By David K. Haller
What happens when two societies collide? What transpires when 108, mostly African-American elementary school students from inner-city Atlanta meet 115 all-white Jewish teenagers from across the southeast at a URJ camp for a weekend? What happens when societal environs that separate us are put aside for just a short time?
And that’s just what happened this year– and for the last 26 years– at NFTY-SAR and NFTY-STR’s Jenny Rosenthal Memorial Mitzvah Corp, affectionately known as, ‘Camp Jenny.’ Camp Jenny is an annual event organized and programmed by NFTY-ites from across the southeast. For the last quarter century, more than 125 NFTY-ites have joined 100 or more elementary students at URJ Camp Coleman over Memorial Day weekend. Camp Jenny’s two co-directors are NFTY-ites elected by their peers. NFTY-ites serve as counselors and event specialists during camp, and are selected through a rigorous application process. Campers dance, sing, do arts and crafts, play water games, cheer, zip line, and experience one on one love. The vast majority of the costs of Camp Jenny are underwritten by fundraisers held by youth groups at their home congregations.
Camp Jenny’s campers come from inner-city Atlanta in partnership with F.L. Stanton Elementary School. Just as NFTY-ites work all year long to make Camp Jenny happen, the Stanton campers work hard to earn their way to being one of the lucky few to receive their ‘golden ticket’ to camp. Campers are selected by the school’s teachers as a result of their academic success, good behavior, and parental involvement in school. Most come from lower income homes with mixed family situations.
I had the incredible fortune, of being one of Camp Jenny’s first directors in 1988. Then, our dream was to bring a mitzvah corp project to the southeast. We sought to share our love of our own camp experiences at Coleman with others who likely would never have the same chance. As we were in the initial planning stages, we lost Jenny Rosenthal, from Montgomery, Alabama to a drunk driver. Jenny was a beautiful, sweet young woman with a big heart who, like us, loved Coleman. It only seemed fitting that, as we recreated our own Coleman experience for others, we do so in her name.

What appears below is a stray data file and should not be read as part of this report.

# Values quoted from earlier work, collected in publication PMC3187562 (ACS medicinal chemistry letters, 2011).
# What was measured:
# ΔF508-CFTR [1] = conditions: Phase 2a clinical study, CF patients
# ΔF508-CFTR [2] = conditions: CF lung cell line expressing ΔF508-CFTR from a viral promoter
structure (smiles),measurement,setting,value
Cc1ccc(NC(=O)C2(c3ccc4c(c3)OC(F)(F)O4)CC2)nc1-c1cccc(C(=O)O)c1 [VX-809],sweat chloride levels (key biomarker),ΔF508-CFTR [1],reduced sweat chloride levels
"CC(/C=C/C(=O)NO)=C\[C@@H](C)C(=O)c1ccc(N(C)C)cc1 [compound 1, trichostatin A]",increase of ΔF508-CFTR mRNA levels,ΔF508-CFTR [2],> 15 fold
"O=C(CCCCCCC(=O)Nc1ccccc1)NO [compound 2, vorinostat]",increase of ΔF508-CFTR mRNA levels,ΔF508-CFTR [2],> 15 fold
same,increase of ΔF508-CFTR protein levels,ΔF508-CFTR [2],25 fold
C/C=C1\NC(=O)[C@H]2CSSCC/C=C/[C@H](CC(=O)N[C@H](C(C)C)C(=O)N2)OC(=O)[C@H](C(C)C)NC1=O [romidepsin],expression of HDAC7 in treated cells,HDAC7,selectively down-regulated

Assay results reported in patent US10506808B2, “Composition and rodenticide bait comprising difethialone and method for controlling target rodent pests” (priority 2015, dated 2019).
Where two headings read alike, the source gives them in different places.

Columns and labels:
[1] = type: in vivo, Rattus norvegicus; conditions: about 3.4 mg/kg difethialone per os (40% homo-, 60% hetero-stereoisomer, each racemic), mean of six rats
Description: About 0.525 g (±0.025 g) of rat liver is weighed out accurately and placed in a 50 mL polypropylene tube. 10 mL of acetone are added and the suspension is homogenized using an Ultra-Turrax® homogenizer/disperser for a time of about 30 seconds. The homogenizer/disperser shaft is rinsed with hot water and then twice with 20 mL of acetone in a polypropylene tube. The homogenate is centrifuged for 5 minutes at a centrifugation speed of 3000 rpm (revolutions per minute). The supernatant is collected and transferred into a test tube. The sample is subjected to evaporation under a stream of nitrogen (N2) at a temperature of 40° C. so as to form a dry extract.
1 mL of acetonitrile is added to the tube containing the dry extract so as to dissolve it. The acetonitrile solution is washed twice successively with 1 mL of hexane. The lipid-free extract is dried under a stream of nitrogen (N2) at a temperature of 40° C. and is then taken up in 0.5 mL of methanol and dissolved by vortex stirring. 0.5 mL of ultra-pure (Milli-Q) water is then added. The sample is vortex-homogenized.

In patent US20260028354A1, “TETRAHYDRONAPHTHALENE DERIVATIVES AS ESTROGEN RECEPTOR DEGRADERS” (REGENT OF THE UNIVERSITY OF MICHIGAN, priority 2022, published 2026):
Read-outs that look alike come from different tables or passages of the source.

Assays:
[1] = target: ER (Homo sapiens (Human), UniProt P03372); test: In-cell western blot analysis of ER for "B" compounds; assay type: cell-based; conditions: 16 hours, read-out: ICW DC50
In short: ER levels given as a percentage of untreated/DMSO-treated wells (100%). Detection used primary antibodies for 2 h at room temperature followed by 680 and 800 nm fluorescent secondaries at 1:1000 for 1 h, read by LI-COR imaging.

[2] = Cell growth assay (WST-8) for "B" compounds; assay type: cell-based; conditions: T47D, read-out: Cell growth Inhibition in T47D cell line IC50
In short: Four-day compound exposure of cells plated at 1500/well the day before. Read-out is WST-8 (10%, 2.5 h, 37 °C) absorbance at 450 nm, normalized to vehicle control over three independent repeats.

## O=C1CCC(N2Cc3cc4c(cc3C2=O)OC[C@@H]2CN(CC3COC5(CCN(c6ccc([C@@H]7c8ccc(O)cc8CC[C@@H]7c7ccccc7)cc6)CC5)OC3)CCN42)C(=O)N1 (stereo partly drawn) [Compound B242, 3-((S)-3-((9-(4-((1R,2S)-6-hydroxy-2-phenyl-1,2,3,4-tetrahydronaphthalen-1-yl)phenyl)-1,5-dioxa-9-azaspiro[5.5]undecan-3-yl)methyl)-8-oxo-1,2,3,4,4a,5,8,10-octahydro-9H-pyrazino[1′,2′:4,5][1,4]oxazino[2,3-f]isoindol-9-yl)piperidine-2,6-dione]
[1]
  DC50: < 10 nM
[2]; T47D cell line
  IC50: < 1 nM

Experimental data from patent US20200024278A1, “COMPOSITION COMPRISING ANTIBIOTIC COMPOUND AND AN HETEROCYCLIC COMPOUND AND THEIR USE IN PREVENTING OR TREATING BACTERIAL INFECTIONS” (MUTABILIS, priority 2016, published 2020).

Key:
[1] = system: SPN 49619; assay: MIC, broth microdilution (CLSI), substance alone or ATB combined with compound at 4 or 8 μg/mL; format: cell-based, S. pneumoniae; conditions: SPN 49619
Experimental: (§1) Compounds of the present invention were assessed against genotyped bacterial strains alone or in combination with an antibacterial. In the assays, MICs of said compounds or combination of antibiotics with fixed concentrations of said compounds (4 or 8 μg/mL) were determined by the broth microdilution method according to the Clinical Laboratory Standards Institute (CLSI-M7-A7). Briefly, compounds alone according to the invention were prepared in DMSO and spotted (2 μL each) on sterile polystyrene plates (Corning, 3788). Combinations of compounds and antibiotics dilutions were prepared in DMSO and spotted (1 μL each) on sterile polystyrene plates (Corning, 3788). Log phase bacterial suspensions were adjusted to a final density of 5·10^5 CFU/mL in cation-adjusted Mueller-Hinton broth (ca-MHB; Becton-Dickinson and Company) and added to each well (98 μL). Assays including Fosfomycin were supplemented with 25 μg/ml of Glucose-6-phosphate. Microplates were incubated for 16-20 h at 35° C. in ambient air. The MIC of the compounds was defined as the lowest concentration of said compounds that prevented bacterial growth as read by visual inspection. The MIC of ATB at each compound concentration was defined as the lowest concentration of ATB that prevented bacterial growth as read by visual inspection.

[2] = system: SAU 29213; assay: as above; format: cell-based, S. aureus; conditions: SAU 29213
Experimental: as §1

Now at the beginning of its 27th year, more than 3500 campers have come down the Coleman hill to begin their own adventure. More than 3500 NFTY-ites have found something more in themselves after a weekend in a different world. Eight generations of NFTY-ites have grabbed the gauntlet and made Camp Jenny occur again and again and in doing so have raised more than One Million Dollars.
It’d be easy to look just at the numbers and think, “how nice for these kids to get together.” But Camp Jenny is more than that. At its heart, Camp Jenny is the search for the ultimate tikkun olam project. A simplistic view says NFTY teenagers are improving the lives of the student/campers that attend– and this does happen.
But her results are deeper. Camp Jenny improves a community. The students who attend do, in part, because their parents work to make it so. I saw that this year especially, when more than 40 parents stood next to the buses at school as they left, waving good bye in pride.
Camp Jenny teaches leadership in our NFTY-ites. NFTY-ites raise the money to put camp on, plan it, program it, and guide it. The responsibility for raising $60,000 and caring for more than 100 young lives is embraced by these young adults and teaches valuable skills.
But even beyond that, the lives of our NFTY-ites are enriched. This is never more clear than on Memorial Day morning, when camp breaks, as seen through the teared blurred eyes of both counselors and campers saying their final goodbye. The connections made between these two different groups of young people are real. And, while most will never see each other again, the lessons of what happens when we open ourselves to others who may seem different than we lasts a lifetime.
Camp Jenny is a place where we can believe in magic. To learn more about Camp Jenny or to donate please go to www.nfty.org/campjenny.